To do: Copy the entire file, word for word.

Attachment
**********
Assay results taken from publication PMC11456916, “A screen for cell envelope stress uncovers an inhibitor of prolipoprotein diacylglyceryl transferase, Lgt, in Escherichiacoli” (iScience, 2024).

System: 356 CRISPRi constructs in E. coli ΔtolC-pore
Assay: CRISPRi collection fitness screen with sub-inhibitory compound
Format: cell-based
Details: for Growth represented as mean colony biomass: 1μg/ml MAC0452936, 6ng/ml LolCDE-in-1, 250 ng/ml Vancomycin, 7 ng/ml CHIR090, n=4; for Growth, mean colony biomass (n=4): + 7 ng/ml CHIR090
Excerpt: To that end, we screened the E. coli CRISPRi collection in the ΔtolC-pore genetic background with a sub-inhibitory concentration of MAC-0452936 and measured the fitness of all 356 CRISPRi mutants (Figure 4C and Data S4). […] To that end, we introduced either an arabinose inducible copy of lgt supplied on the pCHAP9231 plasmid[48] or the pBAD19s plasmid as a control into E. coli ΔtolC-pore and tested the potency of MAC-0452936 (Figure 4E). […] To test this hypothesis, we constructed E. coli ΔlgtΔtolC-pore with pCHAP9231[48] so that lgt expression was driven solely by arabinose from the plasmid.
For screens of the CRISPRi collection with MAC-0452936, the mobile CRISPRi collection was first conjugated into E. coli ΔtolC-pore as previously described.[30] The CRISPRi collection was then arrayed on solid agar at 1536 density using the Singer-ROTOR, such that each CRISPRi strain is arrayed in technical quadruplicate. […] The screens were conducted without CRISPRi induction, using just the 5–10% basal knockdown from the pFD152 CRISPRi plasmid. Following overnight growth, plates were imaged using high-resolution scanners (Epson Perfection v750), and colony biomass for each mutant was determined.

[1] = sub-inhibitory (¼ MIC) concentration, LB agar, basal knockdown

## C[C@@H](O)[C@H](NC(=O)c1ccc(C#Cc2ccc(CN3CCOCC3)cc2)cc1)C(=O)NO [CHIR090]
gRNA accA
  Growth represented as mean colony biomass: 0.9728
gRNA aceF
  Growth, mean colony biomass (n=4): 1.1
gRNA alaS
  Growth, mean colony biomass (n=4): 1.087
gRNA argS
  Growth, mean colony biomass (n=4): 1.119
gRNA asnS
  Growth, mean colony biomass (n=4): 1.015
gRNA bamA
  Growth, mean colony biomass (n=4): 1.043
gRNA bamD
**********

Assay results taken from publication PMC11456916, “A screen for cell envelope stress uncovers an inhibitor of prolipoprotein diacylglyceryl transferase, Lgt, in Escherichiacoli” (iScience, 2024).

System: 356 CRISPRi constructs in E. coli ΔtolC-pore
Assay: CRISPRi collection fitness screen with sub-inhibitory compound
Format: cell-based
Details: for Growth represented as mean colony biomass: 1μg/ml MAC0452936, 6ng/ml LolCDE-in-1, 250 ng/ml Vancomycin, 7 ng/ml CHIR090, n=4; for Growth, mean colony biomass (n=4): + 7 ng/ml CHIR090
Excerpt: To that end, we screened the E. coli CRISPRi collection in the ΔtolC-pore genetic background with a sub-inhibitory concentration of MAC-0452936 and measured the fitness of all 356 CRISPRi mutants (Figure 4C and Data S4). […] To that end, we introduced either an arabinose inducible copy of lgt supplied on the pCHAP9231 plasmid[48] or the pBAD19s plasmid as a control into E. coli ΔtolC-pore and tested the potency of MAC-0452936 (Figure 4E). […] To test this hypothesis, we constructed E. coli ΔlgtΔtolC-pore with pCHAP9231[48] so that lgt expression was driven solely by arabinose from the plasmid.
For screens of the CRISPRi collection with MAC-0452936, the mobile CRISPRi collection was first conjugated into E. coli ΔtolC-pore as previously described.[30] The CRISPRi collection was then arrayed on solid agar at 1536 density using the Singer-ROTOR, such that each CRISPRi strain is arrayed in technical quadruplicate. […] The screens were conducted without CRISPRi induction, using just the 5–10% basal knockdown from the pFD152 CRISPRi plasmid. Following overnight growth, plates were imaged using high-resolution scanners (Epson Perfection v750), and colony biomass for each mutant was determined.

[1] = sub-inhibitory (¼ MIC) concentration, LB agar, basal knockdown

## C[C@@H](O)[C@H](NC(=O)c1ccc(C#Cc2ccc(CN3CCOCC3)cc2)cc1)C(=O)NO [CHIR090]
gRNA accA
  Growth represented as mean colony biomass: 0.9728
gRNA aceF
  Growth, mean colony biomass (n=4): 1.1
gRNA alaS
  Growth, mean colony biomass (n=4): 1.087
gRNA argS
  Growth, mean colony biomass (n=4): 1.119
gRNA asnS
  Growth, mean colony biomass (n=4): 1.015
gRNA bamA
  Growth, mean colony biomass (n=4): 1.043
gRNA bamD